added Jan 22, 2020: (A sad note in this is that the king's personal physician —the one who gave him the vaccination!— was Domenco Cirillo (noted in the entry above this one), one of the true intellectual flowers of the French Enlightenment in Europe. He was a natural scientist, an acclaimed physician, a botanist and was widely respected and published. When the Neapolitan Republic overthrow the Bourbon monarchy, he was one who stayed in Naples to support the Republic. When the Bourbons returned a few months later, they hanged him.)A medical professional I know questioned that date on vaccinations, wondering if it could be accurate given the state of what science then knew about what really causes diseases and presumably about how to cure them. Fair question. Perhaps there is an analogy in astronomy: for many thousands of years, mariners navigated the seas by watching the stars, astronomers devised functional calendars and accurately calculated even such things as the precession of the equinoxes -- all that, based on the "fact" that the sun goes around the earth. You can get a lot done even with facts that turn out not to be so "facty". It's a limited but useful and pragmatic way to get things done. Mariners sailed the seas and around the world long before they knew where they were in terms of longitude. They knew approximately where they were. They counted knots on a string.
And so it is with medicine. Sometimes you know, but sometimes you're just counting knots. The story about the king and queen of Naples getting vaccinated in the late 1790s is counting knots, but it really happened. By then, they knew in Europe that you didn't have to get smallpox. You could do something to stop it.
Because you live in the glorious 21st century, you may know the modern terminology: a vaccine is a biological preparation that provides active acquired immunity to a particular disease. A vaccine typically contains an agent that resembles a disease-causing microorganism and is often made from weakened or killed forms of the microbe, its toxins, or one of its surface proteins. The agent stimulates the body's immune system to recognize the agent as a threat, destroy it, and to further recognize and destroy any of the microorganisms associated with that agent that it may encounter in the future. Vaccines can be prophylactic (to prevent or ameliorate the effects of a future infection), or even therapeutic (such as possible vaccines against cancer).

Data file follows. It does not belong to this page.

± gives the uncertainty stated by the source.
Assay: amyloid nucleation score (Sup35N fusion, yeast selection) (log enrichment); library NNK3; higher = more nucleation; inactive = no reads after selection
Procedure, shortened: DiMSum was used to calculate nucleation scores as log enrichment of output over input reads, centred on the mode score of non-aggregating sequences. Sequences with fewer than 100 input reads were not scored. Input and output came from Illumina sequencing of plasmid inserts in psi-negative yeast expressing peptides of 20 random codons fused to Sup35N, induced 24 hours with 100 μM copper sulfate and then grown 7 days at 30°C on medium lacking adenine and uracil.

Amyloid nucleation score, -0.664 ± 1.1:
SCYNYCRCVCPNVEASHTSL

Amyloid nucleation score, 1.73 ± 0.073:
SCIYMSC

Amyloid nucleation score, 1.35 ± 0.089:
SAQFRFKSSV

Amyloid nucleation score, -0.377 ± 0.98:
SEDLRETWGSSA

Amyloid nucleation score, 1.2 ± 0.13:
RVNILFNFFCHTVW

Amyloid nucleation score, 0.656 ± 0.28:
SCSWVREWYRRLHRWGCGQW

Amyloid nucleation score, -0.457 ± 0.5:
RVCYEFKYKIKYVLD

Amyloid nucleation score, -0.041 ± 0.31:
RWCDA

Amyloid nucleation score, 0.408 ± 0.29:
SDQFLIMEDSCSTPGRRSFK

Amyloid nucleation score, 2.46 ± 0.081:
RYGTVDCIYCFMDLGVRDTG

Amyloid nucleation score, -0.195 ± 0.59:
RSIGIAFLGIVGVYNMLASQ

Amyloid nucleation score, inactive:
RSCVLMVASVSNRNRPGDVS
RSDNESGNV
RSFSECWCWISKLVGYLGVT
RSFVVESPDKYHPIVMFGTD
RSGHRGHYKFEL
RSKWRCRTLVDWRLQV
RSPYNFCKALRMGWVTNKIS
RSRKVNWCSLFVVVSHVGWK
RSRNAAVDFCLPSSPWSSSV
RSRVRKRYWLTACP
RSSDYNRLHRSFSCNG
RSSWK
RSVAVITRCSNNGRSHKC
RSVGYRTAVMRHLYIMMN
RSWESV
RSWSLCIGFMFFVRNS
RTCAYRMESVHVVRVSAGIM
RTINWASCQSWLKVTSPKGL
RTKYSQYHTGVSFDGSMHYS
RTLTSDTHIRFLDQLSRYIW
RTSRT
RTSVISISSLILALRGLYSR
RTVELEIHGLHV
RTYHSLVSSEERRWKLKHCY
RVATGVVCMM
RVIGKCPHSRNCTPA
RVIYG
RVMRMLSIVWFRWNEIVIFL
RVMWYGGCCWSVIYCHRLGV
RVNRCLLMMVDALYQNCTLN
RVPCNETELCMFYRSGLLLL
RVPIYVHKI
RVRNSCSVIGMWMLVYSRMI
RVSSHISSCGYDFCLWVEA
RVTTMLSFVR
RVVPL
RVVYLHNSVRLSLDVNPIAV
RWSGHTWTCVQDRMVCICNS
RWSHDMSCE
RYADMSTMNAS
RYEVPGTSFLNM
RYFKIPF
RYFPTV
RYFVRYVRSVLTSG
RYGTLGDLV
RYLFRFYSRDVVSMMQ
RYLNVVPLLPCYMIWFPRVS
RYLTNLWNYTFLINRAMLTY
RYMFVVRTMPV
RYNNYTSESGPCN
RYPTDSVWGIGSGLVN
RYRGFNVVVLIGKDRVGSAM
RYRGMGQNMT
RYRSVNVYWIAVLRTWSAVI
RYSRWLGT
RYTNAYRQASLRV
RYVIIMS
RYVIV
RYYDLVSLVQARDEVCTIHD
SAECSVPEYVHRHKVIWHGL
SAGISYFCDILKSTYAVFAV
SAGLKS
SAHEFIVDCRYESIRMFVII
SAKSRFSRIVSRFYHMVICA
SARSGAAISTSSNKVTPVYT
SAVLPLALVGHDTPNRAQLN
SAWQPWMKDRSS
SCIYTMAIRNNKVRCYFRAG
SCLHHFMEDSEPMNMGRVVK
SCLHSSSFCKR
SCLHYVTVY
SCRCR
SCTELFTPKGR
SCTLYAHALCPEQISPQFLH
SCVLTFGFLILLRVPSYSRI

They didn't know all that in the 1700s, but they did know that if you got some of that gunk from the pustule of a diseased cow in your system you wouldn't come down with what was killing thousands people. Edward Jenner (1749 – 1823) an English physician who was a contributor to the smallpox vaccine popularized its use. In Jenner's time, smallpox killed around 10% of the British population, with the number as high as 20% in towns and cities where infection spread more easily.
Vaccination and inoculation are not exactly the same, but they are close enough for this brief comment, since my only purpose in this comment is to show that what the king and queen of Naples did in 1798 is easy to verify and not even that unusual. The practice is documented in America as early as 1721. There are reports at about the same time of inoculation in the Ottoman empire and, indeed, as far back as the tenth century in China (although that one is more difficult to verify). Inoculation was impressively effective against a great scourge throughout much of the 1700s. Inoculation spread, unsurprisingly, first among the royal families of Europe, and was then followed by more general adoption among the people. All this without knowing how or why it really worked.